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Part I: Precaution
1. Nanotechnology Environmental Health and Safety – introduction
2. Is there a need for any more environmental health and safety research on nanoparticles?
3. Responsible Research and Innovation
4. What are the warning signs that we should be looking forward?
5. Emergency management of emerging technologies – nanotechnology
6. The role of NGOs in shaping the Environmental Health and Safety nanotech agenda
Part II: Progress
7. Characterization of nanomaterials for nanoEHS studies
8. Toxicological issues to consider when evaluating the safety of consumer products containing nanomaterials
9. Long-term effects – assessing the chronic toxicity of engineered nanomaterials
10. Workplace standards
11. Nanomaterials ecotoxicology: a case study with nanosilver
12. A Nanomaterial Registry
13. Nanoinformatics: data driven materials design for health and environmental needs
Part III: Perspectives
14. A case study of a nanoscale-research facility safety through design and operation
15. What should epidemioligists be looking for, or doing, to ensure worker safety?
16. Commercialization of cellulose nanocrystal (NCCTM) production: A business case focusing on the importance of proactive EHS management
17. Safe, rapid development of nanotechnologies
18. Nanotechnology risk management: An insurance industry perspective
19. Managing nanotechnology risks in small business
20. Lowering insurance premiums – a how to guide for small nanotechnology businesses
21. A nanotechnology legal framework
22. The EPA/NSF funded centers for environmental implications of nanotechnology
23. Two Steps Forward, One Step Back: Shaping the Nanotechnologies Landscape Through Regulatory Choice
Part IV: Personal
24. Consumer use of nanoparticles in sunscreens
26. Cleaning products
Part V: Prediction and Sustainability
27. Exploring boundaries around the safe use of advanced materials: A Prospective Product-Based Case Studies approach
28. What’s ahead – what can we expect from the nano-enabled materials and systems of the future
29. Nanomaterial governance, planetary health and the sustainocene transition
30. Sustainable nanotechnology: a regional perspective
Nanotechnology Environmental Health and Safety tackles – in depth and in breadth – the complex and evolving issues pertaining to nanotechnology's environmental health and safety (EHS). The chapters are authored by leaders in their respective fields, providing thorough analysis of their research areas. The diverse spectrum of topics include nanotechnology EHS issues, financial implications, foreseeable risks including exposure, dosage and hazards, and the implications of occupational hygiene precautions and consumer protections.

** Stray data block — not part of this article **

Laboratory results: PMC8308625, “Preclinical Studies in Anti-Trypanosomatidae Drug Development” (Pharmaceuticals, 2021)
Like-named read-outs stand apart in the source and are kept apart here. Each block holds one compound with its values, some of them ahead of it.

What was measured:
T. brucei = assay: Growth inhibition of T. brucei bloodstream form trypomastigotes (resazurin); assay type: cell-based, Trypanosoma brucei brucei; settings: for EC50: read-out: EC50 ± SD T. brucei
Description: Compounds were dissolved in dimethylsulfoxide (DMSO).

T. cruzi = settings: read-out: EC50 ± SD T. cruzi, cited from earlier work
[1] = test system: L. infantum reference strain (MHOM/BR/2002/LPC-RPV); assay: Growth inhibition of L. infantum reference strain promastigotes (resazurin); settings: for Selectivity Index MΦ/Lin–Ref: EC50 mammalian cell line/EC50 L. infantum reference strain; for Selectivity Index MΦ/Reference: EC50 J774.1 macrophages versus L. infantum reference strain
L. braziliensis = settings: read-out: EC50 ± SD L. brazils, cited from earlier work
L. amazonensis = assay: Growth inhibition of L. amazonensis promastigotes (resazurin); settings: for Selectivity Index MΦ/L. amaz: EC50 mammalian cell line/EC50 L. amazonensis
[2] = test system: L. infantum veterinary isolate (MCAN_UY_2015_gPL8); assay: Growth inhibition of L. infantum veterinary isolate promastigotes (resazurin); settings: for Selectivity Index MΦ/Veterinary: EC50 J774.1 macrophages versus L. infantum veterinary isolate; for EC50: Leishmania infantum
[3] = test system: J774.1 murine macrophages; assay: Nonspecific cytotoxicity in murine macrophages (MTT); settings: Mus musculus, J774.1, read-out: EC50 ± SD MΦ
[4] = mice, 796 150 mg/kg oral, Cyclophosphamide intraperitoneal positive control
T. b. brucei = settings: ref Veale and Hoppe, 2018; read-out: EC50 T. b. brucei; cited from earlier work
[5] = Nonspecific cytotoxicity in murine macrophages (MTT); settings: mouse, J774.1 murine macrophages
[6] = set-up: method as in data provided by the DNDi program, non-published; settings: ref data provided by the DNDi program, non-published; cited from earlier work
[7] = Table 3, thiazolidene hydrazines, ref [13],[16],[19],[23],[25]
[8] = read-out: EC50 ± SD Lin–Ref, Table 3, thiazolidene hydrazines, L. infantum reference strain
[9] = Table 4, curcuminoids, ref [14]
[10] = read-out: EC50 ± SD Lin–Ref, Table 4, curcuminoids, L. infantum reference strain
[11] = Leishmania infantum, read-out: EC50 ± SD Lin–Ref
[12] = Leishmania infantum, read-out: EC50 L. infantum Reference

The book includes real-world case studies, wherever practical, to illustrate specific issues and scenarios encountered by stakeholders positioned on the front-lines of nanotechnology-enabled industries. These case studies will appeal to, and resonate with, laboratory scientists, business leaders, regulators, service providers, and postgraduate researchers.
- Reviews toxicological studies and industrial initiatives, supported by numerous case studies
- Covers new generation of nanoparticles and significantly expands on existing material from second edition
- Only edited volume to collect research on the regulatory and risk implications of a wide array of industrial, environmental and consumer nanomaterials
Academic and federal laboratory researchers; state and federal regulators; emerging nanotechnology business executives; risk managers and insurance professionals; legislators; safety professionals; toxicologists; venture capitalists; academics and postgraduate students in engineering, public health, geoscience, environmental science, and chemistry
- No. of pages:
- © Elsevier 2018
- 14th August 2018
- Paperback ISBN:
- eBook ISBN:
Matthew Hull is Associate Director for Innovation and Entrepreneurship with Virginia Tech’s National Center for Earth and Environmental Nanotechnology Infrastructure (NanoEarth). Hull is also president and owner of NanoSafe, Inc., a provider of nanotechnology human and environmental health and safety services he founded in 2007. He received his PhD in Civil and Environmental Engineering and an MS in Biology from Virginia Tech. He received his BSc In Environmental Science from Ferrum College.
President and Owner, NanoSafe, Inc.
Diana M. Bowman is an Andrew Carnegie Fellow, an Associate Professor in the Sandra Day O’Connor College of Law, where she serves as the Associate Dean for International Engagement, and the School for the Future of Innovation in Society, where she serves as the Associate Director for Students, at Arizona State University. She is also a visiting international scholar in the Faculty of Law at KU Leuven. Bowman’s research has primarily focused on the legal and policy issues associated with emerging technologies and public health law. Bowman earned her BSc (Physiology), a LLB, and a PhD in Law from Monash University. In August 2011, she was admitted to practice as a Barrister and Solicitor of the Supreme Court of Victoria.
School of Public Health, University of Michigan, USA
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